THE NOTE: Big Names Back Rudy, McCain

He calls it an "an increasingly distinctive approach to policy questions. Biden's complex answers often feature more movable parts than his Democratic rivals', usually reaching beyond typical issue categories such as economic, foreign, and trade policy."

The Washington Post's Carrie Johnson sees Dodd's Senate Banking Committee lagging behind the issues as he runs for president.

"Dodd, a Connecticut Democrat who is drawing about 1 percent support in major polls, follows the campaign trail while some of the most critical issues on his Senate panel's agenda remain stuck in neutral," Johnson writes.

We should know more about Michigan's primary date tonight, which should help New Hampshire to fall into place.

"Michigan Democrats who support a Jan. 15 presidential primary say they've got the votes on the party's executive committee to defeat any efforts to switch the date or hold a caucus instead," per the AP's Kathy Barks Hoffman.

Who says Nevada doesn't matter?

With a Democratic debate coming to Las Vegas next week, the state Democratic Party today is previewing its Jefferson-Jackson Day Dinner -- and to pick the speaking order at the dinner (out of a cowboy hat, of course).

And mark your calendars: Clinton and Edwards are on board for a presidential forum on climate issues, to be held Nov. 17 in Los Angeles.

The forum's sponsors are billing it as the "first time in history" that presidential candidates will appear at a forum focused on issues of global warming and the nation's energy future, and all of the Democrats and Republicans have been invited.

Looking for another consequence of the most expensive campaign in history?

Vanity Fair's Maureen Orth reports that the Washington social scene is as gridlocked as its lawmaking. "Since Hillary has been here in the Senate for the last eight years, I think I've seen her twice," says Sally Quinn. "Otherwise, she is at fund-raisers. She entertains constantly, but it is all political. It is people who work for her or raise money for her."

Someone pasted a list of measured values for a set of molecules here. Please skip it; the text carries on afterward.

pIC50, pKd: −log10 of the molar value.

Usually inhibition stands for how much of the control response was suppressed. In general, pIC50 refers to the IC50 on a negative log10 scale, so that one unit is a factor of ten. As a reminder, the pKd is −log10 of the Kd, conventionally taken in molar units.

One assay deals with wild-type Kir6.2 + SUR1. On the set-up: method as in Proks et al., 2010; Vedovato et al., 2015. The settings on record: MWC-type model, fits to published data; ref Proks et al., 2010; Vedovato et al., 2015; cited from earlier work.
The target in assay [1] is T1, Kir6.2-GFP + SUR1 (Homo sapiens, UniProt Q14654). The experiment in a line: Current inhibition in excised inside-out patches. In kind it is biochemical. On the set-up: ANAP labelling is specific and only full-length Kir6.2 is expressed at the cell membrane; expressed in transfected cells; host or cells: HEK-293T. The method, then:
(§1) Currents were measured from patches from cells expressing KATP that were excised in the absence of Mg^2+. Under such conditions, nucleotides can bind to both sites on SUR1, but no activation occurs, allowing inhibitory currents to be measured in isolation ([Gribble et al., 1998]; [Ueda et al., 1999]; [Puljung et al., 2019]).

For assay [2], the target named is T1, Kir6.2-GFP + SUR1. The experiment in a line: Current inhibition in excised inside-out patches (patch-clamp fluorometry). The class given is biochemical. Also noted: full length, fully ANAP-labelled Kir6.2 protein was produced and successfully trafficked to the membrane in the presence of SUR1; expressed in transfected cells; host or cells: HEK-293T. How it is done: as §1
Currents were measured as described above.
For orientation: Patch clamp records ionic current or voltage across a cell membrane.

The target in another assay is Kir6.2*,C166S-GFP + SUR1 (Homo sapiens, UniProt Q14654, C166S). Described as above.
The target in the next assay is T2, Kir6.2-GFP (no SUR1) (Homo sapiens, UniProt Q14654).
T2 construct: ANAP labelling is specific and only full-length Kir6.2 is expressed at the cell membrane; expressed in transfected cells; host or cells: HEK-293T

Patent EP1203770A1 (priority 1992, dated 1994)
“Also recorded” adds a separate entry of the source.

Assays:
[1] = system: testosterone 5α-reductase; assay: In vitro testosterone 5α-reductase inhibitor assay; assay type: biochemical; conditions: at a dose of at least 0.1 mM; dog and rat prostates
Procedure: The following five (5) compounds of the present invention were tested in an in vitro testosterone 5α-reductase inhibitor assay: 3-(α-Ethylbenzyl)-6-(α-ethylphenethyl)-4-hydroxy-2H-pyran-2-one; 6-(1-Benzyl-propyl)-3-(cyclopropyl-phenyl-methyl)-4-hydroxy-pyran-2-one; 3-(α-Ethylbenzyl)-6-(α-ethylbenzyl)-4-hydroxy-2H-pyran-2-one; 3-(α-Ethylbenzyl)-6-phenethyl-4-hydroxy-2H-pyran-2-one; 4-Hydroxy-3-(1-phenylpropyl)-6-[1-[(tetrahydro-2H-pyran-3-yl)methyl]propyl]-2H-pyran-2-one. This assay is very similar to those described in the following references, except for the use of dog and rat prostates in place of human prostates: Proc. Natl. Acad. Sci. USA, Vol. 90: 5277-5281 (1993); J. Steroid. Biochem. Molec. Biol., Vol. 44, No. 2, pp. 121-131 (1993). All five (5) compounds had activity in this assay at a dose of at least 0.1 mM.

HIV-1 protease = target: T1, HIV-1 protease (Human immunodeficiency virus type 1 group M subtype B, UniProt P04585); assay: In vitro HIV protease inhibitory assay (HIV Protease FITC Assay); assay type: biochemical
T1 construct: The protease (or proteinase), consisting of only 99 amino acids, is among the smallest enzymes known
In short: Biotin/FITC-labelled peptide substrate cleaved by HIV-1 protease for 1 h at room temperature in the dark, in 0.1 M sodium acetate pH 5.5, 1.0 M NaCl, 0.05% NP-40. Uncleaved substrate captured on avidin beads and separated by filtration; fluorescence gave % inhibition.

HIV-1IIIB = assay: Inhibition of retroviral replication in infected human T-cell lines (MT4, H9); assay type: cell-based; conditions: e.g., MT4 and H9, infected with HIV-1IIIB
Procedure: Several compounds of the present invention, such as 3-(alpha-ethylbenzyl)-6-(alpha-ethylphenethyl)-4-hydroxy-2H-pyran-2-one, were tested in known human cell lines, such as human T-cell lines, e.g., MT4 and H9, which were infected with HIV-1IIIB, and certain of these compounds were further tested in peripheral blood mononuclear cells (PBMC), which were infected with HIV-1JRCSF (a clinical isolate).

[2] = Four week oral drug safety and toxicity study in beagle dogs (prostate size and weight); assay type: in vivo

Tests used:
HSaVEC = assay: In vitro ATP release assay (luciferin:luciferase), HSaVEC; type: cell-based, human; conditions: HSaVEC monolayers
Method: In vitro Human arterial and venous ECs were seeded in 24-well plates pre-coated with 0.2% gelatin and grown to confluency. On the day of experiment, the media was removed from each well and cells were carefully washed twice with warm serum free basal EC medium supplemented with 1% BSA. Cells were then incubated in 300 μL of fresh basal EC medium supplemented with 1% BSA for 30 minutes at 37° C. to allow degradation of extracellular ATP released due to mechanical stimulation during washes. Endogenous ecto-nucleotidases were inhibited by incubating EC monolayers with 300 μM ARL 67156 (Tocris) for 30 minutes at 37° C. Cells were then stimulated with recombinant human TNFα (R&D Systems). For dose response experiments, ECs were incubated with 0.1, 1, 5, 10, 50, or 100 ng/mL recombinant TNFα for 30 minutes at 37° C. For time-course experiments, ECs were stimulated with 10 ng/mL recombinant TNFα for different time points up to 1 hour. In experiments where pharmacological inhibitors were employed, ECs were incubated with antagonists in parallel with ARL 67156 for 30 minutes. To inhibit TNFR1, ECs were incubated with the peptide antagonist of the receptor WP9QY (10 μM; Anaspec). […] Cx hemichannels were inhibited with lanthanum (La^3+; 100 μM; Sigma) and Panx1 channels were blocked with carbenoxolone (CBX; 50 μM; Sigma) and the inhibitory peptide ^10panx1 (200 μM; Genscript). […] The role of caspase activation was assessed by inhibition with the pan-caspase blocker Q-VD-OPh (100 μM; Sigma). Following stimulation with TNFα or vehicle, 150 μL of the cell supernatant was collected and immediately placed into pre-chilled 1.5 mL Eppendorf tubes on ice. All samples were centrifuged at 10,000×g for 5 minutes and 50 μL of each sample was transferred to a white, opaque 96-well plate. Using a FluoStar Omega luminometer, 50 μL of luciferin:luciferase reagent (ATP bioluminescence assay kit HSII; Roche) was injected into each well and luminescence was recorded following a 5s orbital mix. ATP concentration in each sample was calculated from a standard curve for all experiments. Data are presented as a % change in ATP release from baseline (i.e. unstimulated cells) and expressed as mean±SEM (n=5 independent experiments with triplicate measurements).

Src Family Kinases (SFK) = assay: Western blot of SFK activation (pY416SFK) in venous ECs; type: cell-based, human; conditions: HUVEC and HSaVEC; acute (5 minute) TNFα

The kicker:

"And so do I." -- Thompson, after Fox News Channel's Carl Cameron tried to hurry up an interview by saying, "The next president of the United States has a schedule to keep."

"I have nothing to show." -- Romney, declining a Mardi Gras-style bead necklace, and being confronted by some "Hooters" girls at a chili cook-off in South Carolina.

Bookmark The Note at

Interns for the ABC News Political Unit:

The ABC News Political Unit is now seeking three full-time spring interns in Washington, D.C.

The internship begins Monday, Dec. 31, and runs through Friday, May 25.

Not only do Political Unit interns attend political events and write for the politics page of, they also help us by conducting research, maintaining contact lists, and building the next day's political schedule.

In order to apply, you must be either a graduate student or a college student who has completed his or her first year.

You also must be able to work eight hours per day, starting early, Monday through Friday.

Interns will be paid $8.50/hour.

If you write well, don't mind getting up early, and have some familiarity with web publishing, send a cover letter and resume to as soon as possible, with the subject line: "INTERN" in all caps. Please indicate in your cover letter the dates of your availability.

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